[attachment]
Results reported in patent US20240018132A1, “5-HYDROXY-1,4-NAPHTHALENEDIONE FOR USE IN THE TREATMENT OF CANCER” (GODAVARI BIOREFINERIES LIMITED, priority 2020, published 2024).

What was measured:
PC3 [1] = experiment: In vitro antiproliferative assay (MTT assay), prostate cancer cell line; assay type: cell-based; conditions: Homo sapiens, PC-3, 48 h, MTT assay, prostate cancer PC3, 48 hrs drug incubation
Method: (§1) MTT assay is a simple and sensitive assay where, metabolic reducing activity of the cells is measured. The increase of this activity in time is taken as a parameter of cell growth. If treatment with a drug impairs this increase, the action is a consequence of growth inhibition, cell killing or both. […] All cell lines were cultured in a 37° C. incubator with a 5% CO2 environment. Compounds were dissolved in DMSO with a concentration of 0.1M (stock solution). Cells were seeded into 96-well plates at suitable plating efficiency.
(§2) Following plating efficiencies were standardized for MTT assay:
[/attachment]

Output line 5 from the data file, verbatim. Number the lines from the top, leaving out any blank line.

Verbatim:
(§2) Following plating efficiencies were standardized for MTT assay: